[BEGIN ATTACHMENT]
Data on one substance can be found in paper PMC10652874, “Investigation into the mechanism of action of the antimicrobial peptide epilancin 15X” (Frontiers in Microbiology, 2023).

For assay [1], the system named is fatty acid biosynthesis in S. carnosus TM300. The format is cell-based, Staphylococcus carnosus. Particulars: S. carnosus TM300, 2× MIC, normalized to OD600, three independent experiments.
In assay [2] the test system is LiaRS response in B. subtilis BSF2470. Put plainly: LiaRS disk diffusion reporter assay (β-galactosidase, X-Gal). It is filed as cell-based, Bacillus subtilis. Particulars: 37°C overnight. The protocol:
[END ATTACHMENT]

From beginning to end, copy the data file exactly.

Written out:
Data on one substance can be found in paper PMC10652874, “Investigation into the mechanism of action of the antimicrobial peptide epilancin 15X” (Frontiers in Microbiology, 2023).

For assay [1], the system named is fatty acid biosynthesis in S. carnosus TM300. The format is cell-based, Staphylococcus carnosus. Particulars: S. carnosus TM300, 2× MIC, normalized to OD600, three independent experiments.
In assay [2] the test system is LiaRS response in B. subtilis BSF2470. Put plainly: LiaRS disk diffusion reporter assay (β-galactosidase, X-Gal). It is filed as cell-based, Bacillus subtilis. Particulars: 37°C overnight. The protocol: